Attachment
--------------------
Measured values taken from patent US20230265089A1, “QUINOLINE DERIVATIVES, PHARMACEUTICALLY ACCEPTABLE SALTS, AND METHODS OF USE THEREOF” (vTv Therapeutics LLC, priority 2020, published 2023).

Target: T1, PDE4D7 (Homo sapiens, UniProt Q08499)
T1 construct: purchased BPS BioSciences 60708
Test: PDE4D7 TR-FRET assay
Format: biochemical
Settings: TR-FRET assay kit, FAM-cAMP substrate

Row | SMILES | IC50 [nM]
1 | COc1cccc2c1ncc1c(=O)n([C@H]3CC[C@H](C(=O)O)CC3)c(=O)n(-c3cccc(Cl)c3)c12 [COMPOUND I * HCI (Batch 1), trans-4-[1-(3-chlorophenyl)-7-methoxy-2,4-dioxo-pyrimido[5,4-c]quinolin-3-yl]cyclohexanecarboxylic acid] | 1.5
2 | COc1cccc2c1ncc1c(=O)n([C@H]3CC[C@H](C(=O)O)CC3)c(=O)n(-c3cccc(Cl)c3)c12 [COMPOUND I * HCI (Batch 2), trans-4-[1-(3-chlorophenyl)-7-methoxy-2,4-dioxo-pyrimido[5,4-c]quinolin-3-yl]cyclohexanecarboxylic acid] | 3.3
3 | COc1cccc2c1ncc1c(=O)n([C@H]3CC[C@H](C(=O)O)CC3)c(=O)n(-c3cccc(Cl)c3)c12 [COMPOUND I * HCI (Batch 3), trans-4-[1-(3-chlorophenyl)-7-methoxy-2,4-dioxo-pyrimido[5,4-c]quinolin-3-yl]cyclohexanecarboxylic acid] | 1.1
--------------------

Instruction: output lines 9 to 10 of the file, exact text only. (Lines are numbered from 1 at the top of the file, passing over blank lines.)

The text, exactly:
2 | COc1cccc2c1ncc1c(=O)n([C@H]3CC[C@H](C(=O)O)CC3)c(=O)n(-c3cccc(Cl)c3)c12 [COMPOUND I * HCI (Batch 2), trans-4-[1-(3-chlorophenyl)-7-methoxy-2,4-dioxo-pyrimido[5,4-c]quinolin-3-yl]cyclohexanecarboxylic acid] | 3.3
3 | COc1cccc2c1ncc1c(=O)n([C@H]3CC[C@H](C(=O)O)CC3)c(=O)n(-c3cccc(Cl)c3)c12 [COMPOUND I * HCI (Batch 3), trans-4-[1-(3-chlorophenyl)-7-methoxy-2,4-dioxo-pyrimido[5,4-c]quinolin-3-yl]cyclohexanecarboxylic acid] | 1.1